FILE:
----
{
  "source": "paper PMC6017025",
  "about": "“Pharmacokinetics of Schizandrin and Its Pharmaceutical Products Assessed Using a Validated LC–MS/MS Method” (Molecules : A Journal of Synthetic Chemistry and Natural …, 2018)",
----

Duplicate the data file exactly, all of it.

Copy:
{
  "source": "paper PMC6017025",
  "about": "“Pharmacokinetics of Schizandrin and Its Pharmaceutical Products Assessed Using a Validated LC–MS/MS Method” (Molecules : A Journal of Synthetic Chemistry and Natural …, 2018)",